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Chicagoland lost one of its most soulful and beloved rockers on Dec. 4, when Highland Park native James "Jimy" Rogers, lead vocalist of The Mauds, lost his battle with cancer at the age of 63.

The Mauds were part of the 1960s Chicago music scene that included The Buckinghams, Cryan Shames, New Colony Six, Ides Of March and Shadows of Knight.

In fact, it was Shadows frontman/vocalist Jimy Sohns who first discovered and championed The Mauds in 1966. Sohns helped get them gigs and was instrumental in their signing with Mercury Records, where in 1967 they gained fame with their debut single, a cover of the Sam & Dave hit "Hold On."

"I rehearsed the first line–up of The Mauds when Jimy was still in high school and hand picked them to replace us (the Shadows of Knight as the house band) when we left The Cellar to play other places," posted Sohns on Facebook this week while remembering his friend. "Jimy even toured and sang (in my place) with The Shadows when I was sick."

Following "Hold On," The Mauds released the biggest single of their career, "Soul Drippin'," which featured some young brass players who soon after became the foundation of the legendary recording group Chicago.

Unlike his Chicago contemporaries who had a more pop sound and were mostly inspired and influenced by the Beatles, Rogers cooked up a much more soulful musical stew that worked well with raspy vocal style. Rogers was a disciple of rhythm and blues.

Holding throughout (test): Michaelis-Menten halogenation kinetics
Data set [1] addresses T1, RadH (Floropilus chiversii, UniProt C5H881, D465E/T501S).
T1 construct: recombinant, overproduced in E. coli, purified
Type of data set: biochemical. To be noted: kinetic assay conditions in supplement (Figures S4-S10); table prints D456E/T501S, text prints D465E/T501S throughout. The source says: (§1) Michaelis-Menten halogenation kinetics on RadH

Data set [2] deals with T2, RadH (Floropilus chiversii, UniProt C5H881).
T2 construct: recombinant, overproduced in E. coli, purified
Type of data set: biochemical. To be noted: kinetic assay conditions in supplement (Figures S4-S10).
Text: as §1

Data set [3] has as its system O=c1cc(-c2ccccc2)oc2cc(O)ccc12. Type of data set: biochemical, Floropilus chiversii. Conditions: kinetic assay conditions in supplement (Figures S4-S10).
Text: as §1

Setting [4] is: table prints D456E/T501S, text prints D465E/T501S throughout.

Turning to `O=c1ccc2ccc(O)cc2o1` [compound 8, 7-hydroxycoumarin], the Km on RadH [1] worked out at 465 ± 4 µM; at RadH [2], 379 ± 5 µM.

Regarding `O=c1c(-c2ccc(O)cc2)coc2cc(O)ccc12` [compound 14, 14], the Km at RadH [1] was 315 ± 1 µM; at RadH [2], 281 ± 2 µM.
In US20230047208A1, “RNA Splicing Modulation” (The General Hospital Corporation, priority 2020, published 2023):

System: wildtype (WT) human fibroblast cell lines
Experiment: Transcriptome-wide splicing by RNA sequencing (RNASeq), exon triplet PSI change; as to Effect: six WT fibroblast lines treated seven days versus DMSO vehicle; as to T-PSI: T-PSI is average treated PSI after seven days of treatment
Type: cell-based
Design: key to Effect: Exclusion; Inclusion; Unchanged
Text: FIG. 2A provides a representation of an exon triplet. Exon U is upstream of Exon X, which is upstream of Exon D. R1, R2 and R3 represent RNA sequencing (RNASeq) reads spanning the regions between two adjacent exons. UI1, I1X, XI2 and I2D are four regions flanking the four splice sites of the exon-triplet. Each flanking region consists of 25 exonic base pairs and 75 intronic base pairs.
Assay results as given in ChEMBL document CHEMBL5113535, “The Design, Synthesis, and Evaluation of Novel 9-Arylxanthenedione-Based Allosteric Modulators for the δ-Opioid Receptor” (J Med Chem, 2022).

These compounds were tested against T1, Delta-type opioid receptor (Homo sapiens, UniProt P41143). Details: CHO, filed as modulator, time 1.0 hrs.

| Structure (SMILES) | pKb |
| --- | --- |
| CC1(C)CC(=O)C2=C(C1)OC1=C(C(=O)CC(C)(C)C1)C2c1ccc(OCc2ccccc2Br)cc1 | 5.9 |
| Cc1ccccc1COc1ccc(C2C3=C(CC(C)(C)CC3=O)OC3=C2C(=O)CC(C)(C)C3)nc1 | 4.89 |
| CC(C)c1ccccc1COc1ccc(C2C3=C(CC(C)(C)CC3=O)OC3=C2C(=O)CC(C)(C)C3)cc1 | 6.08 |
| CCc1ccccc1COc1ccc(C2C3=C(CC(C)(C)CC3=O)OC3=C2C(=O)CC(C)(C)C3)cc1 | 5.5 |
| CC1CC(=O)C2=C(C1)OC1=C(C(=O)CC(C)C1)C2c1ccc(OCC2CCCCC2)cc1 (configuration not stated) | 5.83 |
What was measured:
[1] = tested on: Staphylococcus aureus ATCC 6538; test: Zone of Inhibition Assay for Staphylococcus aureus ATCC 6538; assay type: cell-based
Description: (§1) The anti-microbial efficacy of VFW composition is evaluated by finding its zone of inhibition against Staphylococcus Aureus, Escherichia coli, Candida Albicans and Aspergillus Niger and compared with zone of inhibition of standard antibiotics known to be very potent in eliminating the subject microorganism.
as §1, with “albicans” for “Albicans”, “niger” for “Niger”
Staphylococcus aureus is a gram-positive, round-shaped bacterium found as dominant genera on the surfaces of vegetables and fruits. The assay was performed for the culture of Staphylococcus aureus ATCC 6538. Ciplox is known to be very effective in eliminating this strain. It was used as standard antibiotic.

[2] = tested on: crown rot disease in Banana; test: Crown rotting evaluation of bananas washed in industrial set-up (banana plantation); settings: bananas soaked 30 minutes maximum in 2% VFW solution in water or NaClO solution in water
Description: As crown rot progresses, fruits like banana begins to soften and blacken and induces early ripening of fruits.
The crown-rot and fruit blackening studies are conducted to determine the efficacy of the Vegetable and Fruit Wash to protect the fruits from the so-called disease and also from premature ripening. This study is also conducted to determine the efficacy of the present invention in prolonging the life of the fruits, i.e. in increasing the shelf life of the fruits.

"I remember watching Jimy and The Mauds back in 1970 at the Wild Goose at an outdoors show in Oak Lawn," said Jim Peterik, of Ides Of March. "What a supreme frontman Jimy was. He was one of my role models from that moment on and "Soul Drippin'" is still one of my all–time favorite songs."

Like so many of the great Chicagoland groups of the 1960s, The Mauds, disbanded in 1971, after just a few years and a handful of hits together. After a few short–lived, post–Mauds bands, Rogers retired from the music business and spent many years in California as a barber.

Inspired by successful latter day revivals of his '60s–era peers like Shadows of Knight, The Buckinghams and The Ides, Rogers reformed a new version of The Mauds in 2000 and had been performing with them up until his death. Rogers also sang with a band called Blue Room in area clubs in recent years.

Rogers was a mover and shaker during the era that put Chicago on the rock 'n' roll map in a big way. He leave behind a legion of fans that will miss him dearly.

Friends and fans are holding an 8:30 p.m. Dec. 10 memorial concert to celebrate Rogers' life at Gabe's Backstage Lounge, 214 Green Bay Road, in Highwood, Ill. FYI: THEMAUDS.COM


• I will be guest host of "The 4th Annual Kids Rocking For Kids Toys For Tots" concert this Saturday. The event at the Moose Lodge, 602 Broadway, in Chesterton, is organized each year by region rock fan Tom Jaeger.

Seven young rock bands perform, starting with End Of A Hero at 5 p.m. Dec. 11. Followed in order by The Drive By Insults, The Getbacks, Quietus, Skyline Savior, Asteria and Drivven.

A silent auction will include autographed items by Chicago Blackhawk legend Bobby Hull, the rock group Chevelle and others. A cash bar and food will be available. Cost is a new unwrapped toy or $5 donation. FYI: (219) 926–7585 or (219) 628–1661

• "Decembersongs" comes to The Old School of Folk Music, 4544 North Lincoln Ave., in Chicago on Saturday. The unique holiday show features singer/songwriters Amy Spence, Jon Vezner, Sally Barris and Dan Navarro (of Lowen & Navarro fame).

"Decembersongs was Amy's idea, to combine four established writer–artists doing something special for the holidays," Navarro said. "So for 11 nights, we'll do two hours of trading songs back and forth. We're doing mostly holiday tunes, with occasional non-holiday fan favorites thrown in." FYI: DANNAVARRO.COM

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